What caught my eye at Wednesday's KU football practice: Oct. 15th
I don't care how many times I go out there the rest of the season, I think I will continually be impressed by how much attention the KU coaching staff gives to fundamentals and proper technique during their normal practice routine.
That was the biggest thing I took away from Wednesday's hour or so that we were out there as the Jayhawks continued preparation for this weekend's game at Texas Tech, and, it showed up everywhere on the field.
Offensive line coach John Reagan worked closely with the tackles on one-foot bursts that helped position them deeper to take on pass-rushers and, while doing so, showed no patience for wasted time.
While working with left tackle Pat Lewandowski at the 5-yard line, Reagan barked to right tackle Larry Mazyck behind him around the 8 to be set up and ready for his reps next. Before Reagan even turned around, Mazyck was in the proper stance and ready to work. This rapid-fire, back-and-forth approach continued throughout the drill.
Down the field 60 yards, the same sort of instruction was being given by defensive backs coach Dave Campo, who routinely stopped one drill to demonstrate with his body what he was yelling with his voice.
It's funny because during Tuesday's media session, Campo slyly pointed out that, even though being a head coach at the college level is a young man's game, he still believed he had plenty of energy left in the tank. Wednesday, I saw it on full display. What a resource.
At one point, Campo was caught in the middle of the drill and nearly taken out by safety Isaiah Johnson, who, wisely, wrapped up his coach and did all he could to prevent himself from taking him to the ground. Rather than sighing or taking a moment for relief, Campo rolled his eyes, mumbled something or other under his breath and hustled back out to his spot in the drill. Great stuff.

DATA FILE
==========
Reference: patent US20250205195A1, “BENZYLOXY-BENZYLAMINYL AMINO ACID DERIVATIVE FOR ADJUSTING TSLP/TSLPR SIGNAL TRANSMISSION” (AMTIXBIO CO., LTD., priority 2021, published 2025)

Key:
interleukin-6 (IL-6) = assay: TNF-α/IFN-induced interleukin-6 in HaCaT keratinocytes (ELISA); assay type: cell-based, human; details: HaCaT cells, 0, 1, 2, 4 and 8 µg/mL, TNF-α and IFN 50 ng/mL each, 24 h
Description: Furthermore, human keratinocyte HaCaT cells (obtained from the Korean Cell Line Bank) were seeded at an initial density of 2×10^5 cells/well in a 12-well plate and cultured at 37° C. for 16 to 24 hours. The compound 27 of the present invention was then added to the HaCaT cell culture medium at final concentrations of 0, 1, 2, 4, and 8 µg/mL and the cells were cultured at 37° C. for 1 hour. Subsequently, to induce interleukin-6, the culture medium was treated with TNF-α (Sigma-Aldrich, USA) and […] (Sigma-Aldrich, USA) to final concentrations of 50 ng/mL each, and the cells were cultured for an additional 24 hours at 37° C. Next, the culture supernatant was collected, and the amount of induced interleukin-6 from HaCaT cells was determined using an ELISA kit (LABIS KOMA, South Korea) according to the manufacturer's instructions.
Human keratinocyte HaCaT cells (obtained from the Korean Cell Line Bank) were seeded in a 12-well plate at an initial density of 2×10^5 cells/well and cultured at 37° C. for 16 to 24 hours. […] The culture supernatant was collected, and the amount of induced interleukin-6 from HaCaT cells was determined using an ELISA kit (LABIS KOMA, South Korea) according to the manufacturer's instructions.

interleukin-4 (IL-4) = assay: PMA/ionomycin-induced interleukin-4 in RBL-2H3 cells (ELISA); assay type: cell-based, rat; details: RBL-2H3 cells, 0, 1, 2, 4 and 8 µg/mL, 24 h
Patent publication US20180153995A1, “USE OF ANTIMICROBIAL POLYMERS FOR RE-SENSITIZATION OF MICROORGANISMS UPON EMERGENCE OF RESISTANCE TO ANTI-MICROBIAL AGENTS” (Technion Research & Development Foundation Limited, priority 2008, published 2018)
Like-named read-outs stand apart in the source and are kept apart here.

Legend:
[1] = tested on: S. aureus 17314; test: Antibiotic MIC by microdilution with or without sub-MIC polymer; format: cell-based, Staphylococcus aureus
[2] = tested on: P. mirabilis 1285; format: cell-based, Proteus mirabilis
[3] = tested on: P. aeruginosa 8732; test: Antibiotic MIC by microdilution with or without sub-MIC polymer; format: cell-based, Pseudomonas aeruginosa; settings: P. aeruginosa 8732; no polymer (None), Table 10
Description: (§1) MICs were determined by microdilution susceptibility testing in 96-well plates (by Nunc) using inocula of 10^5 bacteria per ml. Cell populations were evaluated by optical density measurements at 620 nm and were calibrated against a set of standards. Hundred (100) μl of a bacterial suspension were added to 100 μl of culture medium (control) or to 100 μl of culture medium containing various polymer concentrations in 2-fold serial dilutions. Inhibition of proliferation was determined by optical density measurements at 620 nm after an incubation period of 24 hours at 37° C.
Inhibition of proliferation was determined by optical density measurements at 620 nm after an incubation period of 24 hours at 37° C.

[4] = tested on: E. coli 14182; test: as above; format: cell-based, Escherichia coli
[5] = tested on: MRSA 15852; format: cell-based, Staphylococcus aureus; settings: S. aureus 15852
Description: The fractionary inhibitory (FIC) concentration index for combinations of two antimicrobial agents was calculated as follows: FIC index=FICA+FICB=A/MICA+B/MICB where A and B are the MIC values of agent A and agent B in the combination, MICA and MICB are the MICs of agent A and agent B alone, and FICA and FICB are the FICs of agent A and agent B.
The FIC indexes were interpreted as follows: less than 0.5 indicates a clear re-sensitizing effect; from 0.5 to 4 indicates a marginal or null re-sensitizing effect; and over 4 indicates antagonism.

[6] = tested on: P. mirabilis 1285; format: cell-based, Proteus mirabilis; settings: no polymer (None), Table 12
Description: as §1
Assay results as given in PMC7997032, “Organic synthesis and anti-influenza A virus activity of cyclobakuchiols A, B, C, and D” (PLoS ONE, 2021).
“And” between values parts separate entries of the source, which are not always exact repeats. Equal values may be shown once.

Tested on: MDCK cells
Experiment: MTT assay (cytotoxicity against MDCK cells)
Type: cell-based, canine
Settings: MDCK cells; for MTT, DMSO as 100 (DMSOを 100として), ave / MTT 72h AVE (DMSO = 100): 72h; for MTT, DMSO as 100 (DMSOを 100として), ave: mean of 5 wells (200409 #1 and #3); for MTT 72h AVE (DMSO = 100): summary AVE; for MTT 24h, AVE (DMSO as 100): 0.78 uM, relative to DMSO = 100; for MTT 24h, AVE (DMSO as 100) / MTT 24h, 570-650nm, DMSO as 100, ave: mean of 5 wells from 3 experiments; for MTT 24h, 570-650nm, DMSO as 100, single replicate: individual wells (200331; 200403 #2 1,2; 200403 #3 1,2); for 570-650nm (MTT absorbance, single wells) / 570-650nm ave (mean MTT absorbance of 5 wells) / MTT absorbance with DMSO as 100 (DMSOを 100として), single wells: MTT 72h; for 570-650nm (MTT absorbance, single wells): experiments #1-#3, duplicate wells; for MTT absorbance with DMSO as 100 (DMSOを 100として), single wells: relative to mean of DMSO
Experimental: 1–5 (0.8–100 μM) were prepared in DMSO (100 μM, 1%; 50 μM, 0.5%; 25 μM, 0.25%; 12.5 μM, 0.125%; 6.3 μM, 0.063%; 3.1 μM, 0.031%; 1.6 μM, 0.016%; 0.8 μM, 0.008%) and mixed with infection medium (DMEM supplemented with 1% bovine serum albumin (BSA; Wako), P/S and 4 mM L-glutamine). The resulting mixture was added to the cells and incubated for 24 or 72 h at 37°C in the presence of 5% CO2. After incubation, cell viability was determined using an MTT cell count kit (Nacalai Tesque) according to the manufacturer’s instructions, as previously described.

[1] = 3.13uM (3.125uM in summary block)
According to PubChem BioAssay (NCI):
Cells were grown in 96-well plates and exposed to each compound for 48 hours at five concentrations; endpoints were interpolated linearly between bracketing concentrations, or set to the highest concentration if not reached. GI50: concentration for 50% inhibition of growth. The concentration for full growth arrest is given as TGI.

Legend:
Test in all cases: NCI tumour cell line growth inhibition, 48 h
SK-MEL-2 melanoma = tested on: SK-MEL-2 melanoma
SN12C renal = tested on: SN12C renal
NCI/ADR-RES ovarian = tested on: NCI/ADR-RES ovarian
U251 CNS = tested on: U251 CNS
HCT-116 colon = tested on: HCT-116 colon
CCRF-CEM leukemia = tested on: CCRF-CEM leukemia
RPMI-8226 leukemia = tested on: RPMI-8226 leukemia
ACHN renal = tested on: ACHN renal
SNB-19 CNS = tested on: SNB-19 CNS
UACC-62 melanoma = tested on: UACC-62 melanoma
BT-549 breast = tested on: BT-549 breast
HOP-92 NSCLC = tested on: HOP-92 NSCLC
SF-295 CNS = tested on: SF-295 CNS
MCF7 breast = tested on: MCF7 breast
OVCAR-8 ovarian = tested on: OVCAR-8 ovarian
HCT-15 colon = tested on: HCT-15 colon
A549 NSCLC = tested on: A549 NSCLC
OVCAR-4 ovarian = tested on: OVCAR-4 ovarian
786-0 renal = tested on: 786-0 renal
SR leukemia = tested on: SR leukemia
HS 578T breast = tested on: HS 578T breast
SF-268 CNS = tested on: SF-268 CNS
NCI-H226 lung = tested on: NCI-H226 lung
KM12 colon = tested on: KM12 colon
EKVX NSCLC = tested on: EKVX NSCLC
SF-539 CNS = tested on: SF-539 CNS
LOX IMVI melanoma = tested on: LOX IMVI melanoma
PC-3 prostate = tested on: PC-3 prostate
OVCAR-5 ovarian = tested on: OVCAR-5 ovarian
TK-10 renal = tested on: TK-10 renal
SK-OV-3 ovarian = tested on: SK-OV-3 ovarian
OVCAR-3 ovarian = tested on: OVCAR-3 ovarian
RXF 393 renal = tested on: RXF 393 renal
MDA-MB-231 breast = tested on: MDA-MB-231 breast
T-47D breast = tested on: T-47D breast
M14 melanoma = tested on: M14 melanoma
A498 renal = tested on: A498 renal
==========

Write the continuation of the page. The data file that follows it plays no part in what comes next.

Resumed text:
It's not as important for the veterans who have been through this whole thing before, but seeing the coaches work like this really helps send a message to the young guys and, in my opinion, is exactly what's necessary to change the culture and future of the program.
Here's a quick look at some other things that stood out from Wednesday's practice:
• Former KU kicker Scott Webb was on hand to watch the action. Webb, as you may recall, was the KU kicker on the Orange Bowl team in 2008.
• Senior Tony Pierson spent the early portion of practice working exclusively with KU's running backs. The good thing about Pierson right now — other than all that speed — is that he's reached a point where he's advanced enough as a receiver and yet still comfortable enough as a running back to be used in either spot (or even both) week in and week out.
• Want one for the attention to detail file? During a drill with the running backs, who ran through the gauntlet to simulate tacklers reaching and grabbing to bring them down, running backs coach Reggie Mitchell recognized that Aaron Plump did not have a ball. Rather than letting it slide and moving on to the next drill, Mitchell made Plump go get a ball and take his turn again.
• I watched the O-Line for quite a while on Wednesday and the main thing I took away was this — these dudes are working hard. I can't say I heard as much grunting and groaning during all of the drills I saw in preseason camp as I did during one or two drills on Wednesday. Say what you want about the line, but don't say it doesn't matter to these guys and that they're not working to get better.
• At least for the time I was out there, senior cornerback Dexter McDonald was a full participant. KU coach Clint Bowen said earlier this week that he expected McDonald to play Saturday and I didn't see anything that would indicate otherwise.